Taxation is destructive. No, I’m not referring to the physical destruction that results from wars and military actions, though that is certainly related to taxation, and certainly destructive. Nor am I referring to farmers that literally burn or destroy their crops to keep receiving a farm subsidy, though that exists as well. The topic of this essay is more subtle. So subtle that it is nearly invisible to most. Perhaps you think that to consider taxation as destructive is an exaageration. I and many others feel it to be accurate. Let me explain.
The process of taxation may be stated thusly: some group or entity uses coercive means to take funds from an individual, company, or other organization, and distributes it to someone else. Almost always, the new revenue stream is used to fund a program or agency with the best of intentions: to protect the environment, to protect individuals from a foreign enemy, to provide health care, etc. We can often see what the money is used for. In some instances (i.e. CIA or foreign policy in general) that usage is more opaque.
In any case, most people trust this newfound usage for money to be a good thing. How else could we take care of the environment, or protect our workplaces from dangerous safety risks, or ensure our toys weren’t made with lead paint?
When we get our refund checks, we are happy (or perhaps relieved) to have some of our tax money back. Most have plans of what to do with the money: buy a new wardrobe, go on a vacation, pay for home repairs, put a down payment on a car, etc. Rarely have I heard someone say upon receipt of their refund check: “Now I can better fund my favorite government program!” or “I think I’m going to invest this in reducing the federal debt.” Why is that? For us as individuals, we have better things we would choose to invest in. Besides, that’s what taxes are for, right?
Consider if you received more of your paycheck each and every month. What would you do with the extra cash? Perhaps you’d patronize an organic grocery store more frequently. Perhaps you could pay for more home repairs. Perhaps there’s some book you’ve been wanting to buy. Maybe you want to put a little more away for that rainy day. Maybe you’d want to put a little towards your favorite charity. Again, few, if any, would say, “I’m going to donate my money to the government. They need it more than I do.”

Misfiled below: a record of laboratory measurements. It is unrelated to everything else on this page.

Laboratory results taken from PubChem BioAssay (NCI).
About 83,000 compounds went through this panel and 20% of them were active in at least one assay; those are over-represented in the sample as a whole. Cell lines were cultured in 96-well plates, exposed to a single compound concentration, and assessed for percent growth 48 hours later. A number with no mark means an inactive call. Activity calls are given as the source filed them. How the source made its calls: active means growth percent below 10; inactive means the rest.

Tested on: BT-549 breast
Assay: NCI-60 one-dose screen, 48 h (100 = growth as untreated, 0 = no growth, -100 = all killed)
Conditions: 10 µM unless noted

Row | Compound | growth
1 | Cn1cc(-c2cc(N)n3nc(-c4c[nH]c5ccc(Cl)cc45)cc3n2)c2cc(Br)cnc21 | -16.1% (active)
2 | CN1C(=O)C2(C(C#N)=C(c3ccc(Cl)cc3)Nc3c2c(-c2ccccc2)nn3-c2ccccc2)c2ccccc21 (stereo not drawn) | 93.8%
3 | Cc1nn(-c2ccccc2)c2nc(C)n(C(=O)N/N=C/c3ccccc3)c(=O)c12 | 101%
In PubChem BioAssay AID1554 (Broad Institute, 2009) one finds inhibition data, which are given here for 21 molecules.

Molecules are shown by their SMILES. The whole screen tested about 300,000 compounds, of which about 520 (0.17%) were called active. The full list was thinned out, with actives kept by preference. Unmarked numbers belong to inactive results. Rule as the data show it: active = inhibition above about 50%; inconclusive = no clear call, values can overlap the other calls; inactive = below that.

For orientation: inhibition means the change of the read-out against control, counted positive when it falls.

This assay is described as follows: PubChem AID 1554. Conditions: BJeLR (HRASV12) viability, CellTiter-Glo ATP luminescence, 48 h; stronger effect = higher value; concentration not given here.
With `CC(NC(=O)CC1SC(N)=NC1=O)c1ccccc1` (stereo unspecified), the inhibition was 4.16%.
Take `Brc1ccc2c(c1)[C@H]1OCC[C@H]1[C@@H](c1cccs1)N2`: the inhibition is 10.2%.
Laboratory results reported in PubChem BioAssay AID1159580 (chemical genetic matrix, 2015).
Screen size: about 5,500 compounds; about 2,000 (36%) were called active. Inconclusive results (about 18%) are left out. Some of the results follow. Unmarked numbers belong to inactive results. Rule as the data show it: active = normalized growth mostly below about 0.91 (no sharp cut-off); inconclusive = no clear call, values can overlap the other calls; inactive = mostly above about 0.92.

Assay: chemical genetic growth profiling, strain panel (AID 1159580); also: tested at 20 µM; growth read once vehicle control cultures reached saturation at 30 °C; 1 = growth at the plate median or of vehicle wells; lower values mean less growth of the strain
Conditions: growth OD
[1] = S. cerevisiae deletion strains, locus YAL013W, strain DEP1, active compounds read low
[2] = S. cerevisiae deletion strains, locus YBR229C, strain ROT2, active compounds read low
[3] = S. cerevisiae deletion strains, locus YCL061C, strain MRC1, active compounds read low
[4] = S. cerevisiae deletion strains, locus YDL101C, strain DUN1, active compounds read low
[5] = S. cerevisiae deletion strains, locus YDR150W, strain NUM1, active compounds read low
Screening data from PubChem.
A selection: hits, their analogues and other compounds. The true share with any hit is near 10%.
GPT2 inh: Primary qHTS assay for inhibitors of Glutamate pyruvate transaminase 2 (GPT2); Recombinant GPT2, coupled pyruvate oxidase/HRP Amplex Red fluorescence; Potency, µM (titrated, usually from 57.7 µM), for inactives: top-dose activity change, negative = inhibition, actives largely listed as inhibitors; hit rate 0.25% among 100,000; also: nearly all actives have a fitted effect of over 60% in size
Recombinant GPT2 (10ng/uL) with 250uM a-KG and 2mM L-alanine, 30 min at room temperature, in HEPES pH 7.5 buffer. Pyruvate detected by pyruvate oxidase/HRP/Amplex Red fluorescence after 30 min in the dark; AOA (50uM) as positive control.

What’s my point? Taxation is coercively taken from us. We’d rather not pay it. Many people choose not to, actually, which is one of the reasons we have a burgeoning accountant industry, and many tax lawyers scattered about, as well as a well-armed IRS. What if we didn’t? Where else would the money get spent? Each one of us could come up with a list of things we would like if we had more of our money back. (This is a wonderful daydream, though there are many who wished it was a reality, and not just a daydream.)
It’s hard to tell taxation coercively taken from us is really “destructive.” So what is destructive about taxation?
Go back to imagining all of the things you would get or places you might invest in should you have all of your tax money back. Now imagine smashing them up with a sledgehammer, burning them to the ground, and nuking them out of existence. Consider that taxes do this: not only are these alternate uses for our money not realized, the very thought of them is annihilated; for most of us, it doesn’t even exist. Few even consider what they would do with more of their money, should the tax burden be lower. Fewer still imagine what the world would truly be like if more people had more of their money to spend.
Let’s go back to our thought experiment. Suppose the income tax was abolished today. How many people would consider purchasing a new car? Suppose the number was 25,000. (Perhaps this is a conservative estimate.) Suppose the average price of a new car is $20,000. That may be a little light, but let’s assume that it is. Add that up, and that is $500 million! Think of the people that would be employed by this money! Think of the job creation that could take place! You can think not only of the manufacturing, design, engineering, and assembly work, but also the marketing, sales, accounting, and financing work as well. We could imagine the effect of similar “stimuli” to the economy in the housing sector, investing, or in air travel.
With taxation in place, none of these jobs are created. None of these ends are met. None of these buildings are built. Taxation obliterates not just the existence of these alternate uses for our money (they would really be the primary use were it not for taxation), but it destroys even the idea in our minds. The prosperity we would choose with our own money is denied us. Worse yet, we do not even consider it.
Instead, we take up our political discussions on how best to spend money taken from us: unwinnable, unconstitutional wars, massive entitlement programs, bureaucratic growth, price controls, secretive defense projects, etc. We barely even stop to think that our money may have a better alternate use, one that we as individuals dictate, and not one dictated to us by someone else. This is a very American idea. It is strongly related to the Revolution. It kept us free and prosperous for over a century. And now, we have grown so distant from our roots we hardly understand, much less recognize them.
Taxation is destructive: the existence of, as well as potential for some real quantity of future economic growth and development, along with the jobs, buildings, vehicles, etc., that would accompany such growth is completely annihilated and replaced with a centrally-planned bureaucracy.